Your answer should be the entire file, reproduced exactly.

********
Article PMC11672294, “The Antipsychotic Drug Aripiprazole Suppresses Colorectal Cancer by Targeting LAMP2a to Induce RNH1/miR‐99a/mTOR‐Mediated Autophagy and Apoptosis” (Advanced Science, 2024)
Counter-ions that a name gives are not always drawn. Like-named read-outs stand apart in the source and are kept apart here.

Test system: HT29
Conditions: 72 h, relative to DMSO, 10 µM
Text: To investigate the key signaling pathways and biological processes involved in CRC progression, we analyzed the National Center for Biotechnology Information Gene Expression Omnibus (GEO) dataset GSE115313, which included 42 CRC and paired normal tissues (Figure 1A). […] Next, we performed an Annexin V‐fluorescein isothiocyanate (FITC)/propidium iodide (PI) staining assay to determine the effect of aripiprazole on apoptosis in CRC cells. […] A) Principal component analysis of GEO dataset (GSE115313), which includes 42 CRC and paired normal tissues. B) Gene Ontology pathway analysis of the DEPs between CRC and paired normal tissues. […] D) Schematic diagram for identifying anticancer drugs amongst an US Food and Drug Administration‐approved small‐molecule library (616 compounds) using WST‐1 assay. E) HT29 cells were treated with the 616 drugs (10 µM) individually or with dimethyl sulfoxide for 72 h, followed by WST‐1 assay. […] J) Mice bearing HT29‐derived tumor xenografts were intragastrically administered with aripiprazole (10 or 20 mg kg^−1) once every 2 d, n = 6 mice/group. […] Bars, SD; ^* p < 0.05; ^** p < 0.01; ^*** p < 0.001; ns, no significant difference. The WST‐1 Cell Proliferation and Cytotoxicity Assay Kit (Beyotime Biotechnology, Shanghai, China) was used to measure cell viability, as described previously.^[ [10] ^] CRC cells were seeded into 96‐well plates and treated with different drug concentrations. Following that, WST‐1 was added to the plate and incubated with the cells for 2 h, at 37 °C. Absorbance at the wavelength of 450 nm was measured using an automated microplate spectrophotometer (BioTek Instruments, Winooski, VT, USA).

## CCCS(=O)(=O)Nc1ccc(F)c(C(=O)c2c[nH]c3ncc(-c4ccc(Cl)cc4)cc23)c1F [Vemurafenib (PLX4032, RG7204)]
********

Article PMC11672294, “The Antipsychotic Drug Aripiprazole Suppresses Colorectal Cancer by Targeting LAMP2a to Induce RNH1/miR‐99a/mTOR‐Mediated Autophagy and Apoptosis” (Advanced Science, 2024)
Counter-ions that a name gives are not always drawn. Like-named read-outs stand apart in the source and are kept apart here.

Test system: HT29
Conditions: 72 h, relative to DMSO, 10 µM
Text: To investigate the key signaling pathways and biological processes involved in CRC progression, we analyzed the National Center for Biotechnology Information Gene Expression Omnibus (GEO) dataset GSE115313, which included 42 CRC and paired normal tissues (Figure 1A). […] Next, we performed an Annexin V‐fluorescein isothiocyanate (FITC)/propidium iodide (PI) staining assay to determine the effect of aripiprazole on apoptosis in CRC cells. […] A) Principal component analysis of GEO dataset (GSE115313), which includes 42 CRC and paired normal tissues. B) Gene Ontology pathway analysis of the DEPs between CRC and paired normal tissues. […] D) Schematic diagram for identifying anticancer drugs amongst an US Food and Drug Administration‐approved small‐molecule library (616 compounds) using WST‐1 assay. E) HT29 cells were treated with the 616 drugs (10 µM) individually or with dimethyl sulfoxide for 72 h, followed by WST‐1 assay. […] J) Mice bearing HT29‐derived tumor xenografts were intragastrically administered with aripiprazole (10 or 20 mg kg^−1) once every 2 d, n = 6 mice/group. […] Bars, SD; ^* p < 0.05; ^** p < 0.01; ^*** p < 0.001; ns, no significant difference. The WST‐1 Cell Proliferation and Cytotoxicity Assay Kit (Beyotime Biotechnology, Shanghai, China) was used to measure cell viability, as described previously.^[ [10] ^] CRC cells were seeded into 96‐well plates and treated with different drug concentrations. Following that, WST‐1 was added to the plate and incubated with the cells for 2 h, at 37 °C. Absorbance at the wavelength of 450 nm was measured using an automated microplate spectrophotometer (BioTek Instruments, Winooski, VT, USA).

## CCCS(=O)(=O)Nc1ccc(F)c(C(=O)c2c[nH]c3ncc(-c4ccc(Cl)cc4)cc23)c1F [Vemurafenib (PLX4032, RG7204)]